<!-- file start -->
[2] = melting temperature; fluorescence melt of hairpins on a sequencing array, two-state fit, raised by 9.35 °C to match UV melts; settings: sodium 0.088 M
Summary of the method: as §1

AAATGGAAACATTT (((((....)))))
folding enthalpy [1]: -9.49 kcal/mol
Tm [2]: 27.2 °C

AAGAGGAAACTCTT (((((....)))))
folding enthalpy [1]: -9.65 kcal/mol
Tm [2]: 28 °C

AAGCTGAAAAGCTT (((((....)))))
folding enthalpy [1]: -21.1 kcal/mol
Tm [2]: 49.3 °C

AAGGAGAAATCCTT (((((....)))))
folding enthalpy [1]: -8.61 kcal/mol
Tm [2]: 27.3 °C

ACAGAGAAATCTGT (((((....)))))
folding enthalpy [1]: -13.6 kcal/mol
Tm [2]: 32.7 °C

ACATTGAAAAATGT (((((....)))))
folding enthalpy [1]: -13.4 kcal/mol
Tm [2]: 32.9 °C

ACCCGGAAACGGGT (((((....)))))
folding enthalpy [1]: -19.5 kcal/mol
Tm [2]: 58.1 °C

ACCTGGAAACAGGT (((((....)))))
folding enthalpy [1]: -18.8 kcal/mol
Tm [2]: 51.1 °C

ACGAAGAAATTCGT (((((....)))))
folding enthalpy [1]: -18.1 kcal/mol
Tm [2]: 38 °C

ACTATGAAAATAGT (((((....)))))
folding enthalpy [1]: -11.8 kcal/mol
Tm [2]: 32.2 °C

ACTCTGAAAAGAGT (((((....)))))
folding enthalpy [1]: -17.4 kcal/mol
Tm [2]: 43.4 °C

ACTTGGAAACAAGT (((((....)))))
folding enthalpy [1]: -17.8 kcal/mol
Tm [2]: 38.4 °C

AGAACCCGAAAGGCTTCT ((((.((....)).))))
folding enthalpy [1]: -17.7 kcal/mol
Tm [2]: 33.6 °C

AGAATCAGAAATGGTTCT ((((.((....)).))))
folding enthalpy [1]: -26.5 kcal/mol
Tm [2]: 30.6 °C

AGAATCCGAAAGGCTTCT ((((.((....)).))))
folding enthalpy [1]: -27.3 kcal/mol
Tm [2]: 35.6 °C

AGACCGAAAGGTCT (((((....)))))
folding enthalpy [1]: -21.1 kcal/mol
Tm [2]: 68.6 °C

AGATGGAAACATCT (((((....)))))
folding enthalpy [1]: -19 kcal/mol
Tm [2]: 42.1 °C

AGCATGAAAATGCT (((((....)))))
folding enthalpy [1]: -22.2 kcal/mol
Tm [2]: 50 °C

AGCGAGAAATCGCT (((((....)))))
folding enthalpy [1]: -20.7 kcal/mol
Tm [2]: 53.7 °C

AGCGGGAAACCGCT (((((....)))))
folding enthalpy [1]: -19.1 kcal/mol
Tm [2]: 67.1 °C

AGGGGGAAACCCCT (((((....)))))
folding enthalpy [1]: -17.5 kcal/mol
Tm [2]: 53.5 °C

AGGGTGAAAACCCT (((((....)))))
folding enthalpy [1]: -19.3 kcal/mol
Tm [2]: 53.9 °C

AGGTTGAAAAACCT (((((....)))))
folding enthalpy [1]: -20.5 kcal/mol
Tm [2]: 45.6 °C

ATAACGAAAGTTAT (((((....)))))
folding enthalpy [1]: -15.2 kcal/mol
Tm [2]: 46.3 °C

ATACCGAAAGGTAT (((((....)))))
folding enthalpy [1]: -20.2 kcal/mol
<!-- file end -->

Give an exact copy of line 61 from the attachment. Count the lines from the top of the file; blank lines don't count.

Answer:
folding enthalpy [1]: -19.1 kcal/mol